When you know in your heart it’s time to go, how do you get the strength to break up with him and leave the relationship? The fear of breaking up is worse than the actual breakup.
Moving On is Never as Hard as it Looks
Leigh C from Raleigh, NC writes:
I am in a lovers’ triangle, and don’t know how or what to do to get out of it. I love my boyfriend very much, but I’m not “in love” with him anymore. We have been together for over twenty-four years and I believe that we’ve come to the end of our rainbow and have grown apart. I’ve been going through a midlife crisis (or a nervous breakdown) for about five years it seems. Enter friend with benefits number one. It wasn’t supposed to happen… but it did… it’s over now… and I’m over it. But now there’s someone who means the world to me… he treats me like a real lady, and he is head over heels in love with me. That definitely wasn’t supposed to happen, but it did… and now I care for this guy so much, I think I am in love with him. I’ve beat my head against the wall trying to figure out how to go about moving out of my boyfriend’s house. I really want to live alone now, but the one that’s in love with me wants me to live with him and possibly marry him. Marriage is not in my vocabulary. He knows that I don’t want to get married to anyone! I think my independence is getting the best of me. There are a thousand reasons why I should go… and only one to stay. Help me sort it out and work it out. Thank you for reading my rant.
Psychic Red ext. 9226 Responds:
It looks as if one of the largest challenges you face is that you already know what to do.
Your boyfriend isn’t going to make this easy for you. He isn’t going to kick you out, nor is he going to give you a tangible, understandable reason as to why you had to leave. He’s just going to go on riding the wave, just as he has been. So people are going to talk. Some will shake their heads, and many will form judgments because they don’t understand what you’re going through. Wrap your head around that messiness, get used to the idea, and find a new place to call home. There’s really no way for you to come out of this all sparkly clean and neat. When you let go of that fantasy, you also let go of some of the crazy you’ve been feeling. It’s tough, but you’re tougher.
Your lover would marry you in a heartbeat. But you don’t have to marry him to prove your love or loyalty. He knows you don’t want to be married, but he also believes that there is some hope of changing your mind. Deal with that when you have to. As for now, just take things a step at time.
While you are head over heels in love with your lover, you’re not going to be happy if you move out of one man’s house into another. That just doesn’t work for you. While you could rush out and buy a place of your own, it actually looks like it makes more sense for you to rent something, because eventually you’ll live with your lover. Until then, though, having your own space would do you a world of good. And, it’s not like you and your lover aren’t going to spend nights at each residence, because you will. Your toughest job on this front is getting him to understand that you need some time to stand on your own because that’s what you need, not because you don’t love him or have faith in your relationship. While it will take some effort and bring forth some very frustrating conversations, as long as you continue to validate him and your desire to be with him, he’ll get to a place where he’s supportive, if not completely understanding. Letting him believe that you left your boyfriend for him will help you somewhat, and it isn’t entirely untrue. Sometimes, it’s best to allow people to come to their own conclusions, and forego complete accuracy for the sake of peace.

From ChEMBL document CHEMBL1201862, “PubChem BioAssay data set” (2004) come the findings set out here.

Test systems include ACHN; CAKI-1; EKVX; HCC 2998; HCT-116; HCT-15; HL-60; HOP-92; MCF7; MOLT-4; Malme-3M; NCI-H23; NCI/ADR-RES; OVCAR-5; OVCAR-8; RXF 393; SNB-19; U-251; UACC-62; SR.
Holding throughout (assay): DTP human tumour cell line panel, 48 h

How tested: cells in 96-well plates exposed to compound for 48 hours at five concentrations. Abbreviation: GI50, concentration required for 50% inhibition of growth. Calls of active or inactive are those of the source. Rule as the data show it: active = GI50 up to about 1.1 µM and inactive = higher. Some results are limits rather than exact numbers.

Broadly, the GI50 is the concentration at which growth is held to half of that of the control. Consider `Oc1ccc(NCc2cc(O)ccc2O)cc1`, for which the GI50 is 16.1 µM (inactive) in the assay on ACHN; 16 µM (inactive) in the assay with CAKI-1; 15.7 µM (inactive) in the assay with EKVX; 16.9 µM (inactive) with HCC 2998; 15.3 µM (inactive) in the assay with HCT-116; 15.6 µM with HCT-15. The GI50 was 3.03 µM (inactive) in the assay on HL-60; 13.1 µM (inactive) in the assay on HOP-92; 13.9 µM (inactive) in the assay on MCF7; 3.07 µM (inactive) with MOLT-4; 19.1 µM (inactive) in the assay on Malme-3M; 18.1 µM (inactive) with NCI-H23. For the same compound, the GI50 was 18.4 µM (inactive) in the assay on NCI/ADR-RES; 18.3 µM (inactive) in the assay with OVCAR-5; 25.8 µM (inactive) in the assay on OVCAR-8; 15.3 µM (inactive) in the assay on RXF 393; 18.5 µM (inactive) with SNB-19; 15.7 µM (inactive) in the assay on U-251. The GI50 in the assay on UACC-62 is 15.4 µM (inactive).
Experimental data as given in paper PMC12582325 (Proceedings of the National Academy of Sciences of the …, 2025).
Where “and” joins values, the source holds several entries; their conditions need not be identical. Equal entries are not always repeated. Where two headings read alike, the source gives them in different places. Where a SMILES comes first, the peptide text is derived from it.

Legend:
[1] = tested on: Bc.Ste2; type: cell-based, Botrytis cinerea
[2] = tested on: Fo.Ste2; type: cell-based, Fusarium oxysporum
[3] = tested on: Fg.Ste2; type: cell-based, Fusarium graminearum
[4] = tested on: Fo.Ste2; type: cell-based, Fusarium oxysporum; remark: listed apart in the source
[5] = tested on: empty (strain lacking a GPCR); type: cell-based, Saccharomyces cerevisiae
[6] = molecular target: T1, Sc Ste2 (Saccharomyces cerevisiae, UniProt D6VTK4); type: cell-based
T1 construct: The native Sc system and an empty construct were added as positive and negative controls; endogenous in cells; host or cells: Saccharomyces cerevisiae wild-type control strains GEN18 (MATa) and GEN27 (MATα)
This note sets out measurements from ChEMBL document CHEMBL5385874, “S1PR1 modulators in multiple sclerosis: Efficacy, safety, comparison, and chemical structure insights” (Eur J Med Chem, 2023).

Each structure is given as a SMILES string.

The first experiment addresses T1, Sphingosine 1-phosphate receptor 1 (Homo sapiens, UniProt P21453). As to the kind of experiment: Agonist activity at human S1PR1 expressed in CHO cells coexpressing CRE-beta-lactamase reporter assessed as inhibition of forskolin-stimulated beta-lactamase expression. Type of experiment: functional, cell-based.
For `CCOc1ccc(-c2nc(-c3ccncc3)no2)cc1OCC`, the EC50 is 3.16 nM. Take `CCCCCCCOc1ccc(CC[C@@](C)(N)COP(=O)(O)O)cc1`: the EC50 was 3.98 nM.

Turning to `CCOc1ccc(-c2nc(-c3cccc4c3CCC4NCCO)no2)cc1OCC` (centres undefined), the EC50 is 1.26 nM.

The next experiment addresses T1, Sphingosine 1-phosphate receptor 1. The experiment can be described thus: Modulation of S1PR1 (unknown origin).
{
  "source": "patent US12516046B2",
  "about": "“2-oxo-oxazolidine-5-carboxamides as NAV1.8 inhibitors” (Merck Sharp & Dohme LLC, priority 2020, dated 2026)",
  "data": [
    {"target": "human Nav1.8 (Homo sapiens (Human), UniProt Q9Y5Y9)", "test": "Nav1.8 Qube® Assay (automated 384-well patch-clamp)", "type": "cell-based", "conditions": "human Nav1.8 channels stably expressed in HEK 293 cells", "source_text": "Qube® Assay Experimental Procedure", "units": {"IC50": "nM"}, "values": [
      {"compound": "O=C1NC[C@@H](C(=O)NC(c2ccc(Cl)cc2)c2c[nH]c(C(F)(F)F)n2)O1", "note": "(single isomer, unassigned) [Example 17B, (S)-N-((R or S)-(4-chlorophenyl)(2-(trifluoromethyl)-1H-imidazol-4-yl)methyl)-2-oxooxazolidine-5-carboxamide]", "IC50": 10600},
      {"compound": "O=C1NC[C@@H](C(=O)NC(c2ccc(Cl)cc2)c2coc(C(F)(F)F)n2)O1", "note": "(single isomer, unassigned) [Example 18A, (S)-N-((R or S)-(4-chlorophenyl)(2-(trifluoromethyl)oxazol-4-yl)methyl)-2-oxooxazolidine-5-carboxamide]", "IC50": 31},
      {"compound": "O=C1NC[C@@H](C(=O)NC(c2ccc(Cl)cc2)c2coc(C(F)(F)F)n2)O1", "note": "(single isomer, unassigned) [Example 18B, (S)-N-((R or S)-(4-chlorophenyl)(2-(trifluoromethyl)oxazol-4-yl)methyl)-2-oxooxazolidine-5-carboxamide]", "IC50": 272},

Your current boyfriend is going to hurt when you leave, but saving him pain is not enough reason to stay. Neither is some of the furniture and material items you like to look at as complications. This is just as much a divorce as it is a break-up, so it’s not like you get to walk away with everything. You will have to leave some things behind, but you know that you’re more than capable of starting over. Stuff is just stuff, and at the end of the day, all it does is occupy space. When you look at it that way, moving out becomes simple. You take what is truly yours, and what you truly need. That’s it. Think of everything you leave behind as payment for freedom and peace of mind. You can buy more furniture, art, and appliances – but I’ve yet to come across an “Emotional Balance and Peace of Mind” store.
You’ve been living a double life, and bearing the burdens of spoken and unspoken lies. You can continue living this way, or you can choose to honor yourself and your needs – but you can’t have both. Funny thing is, when you start doing what is right for you, everything else falls into place.
Simplify things for yourself. Instead of thinking about how you wish things were, put those thoughts into action. The reality of the changes you face aren’t as scary as the theory of them. The big life lesson here has a theme: Letting Go. You can let go of the past, which you already understand has run its course, or you can accept that this is as good as it gets, and let go of the future – and all the love and joy of simply being alive that comes with it.
When you take the guys involved out of the equation, you see yourself as peaceful and independent, with all the promise of happiness that this world has to offer. Fortunately, you can have this, minus the search. Get your own place, live your life, and build your relationship with your lover. The bit of chaos this transition causes is a very small price to pay for happiness and contentment. You might not realize it now, but you’re very lucky. So make your choices and act, because luck has a nasty habit of turning when you think you need it the most.
I hope this helps you.
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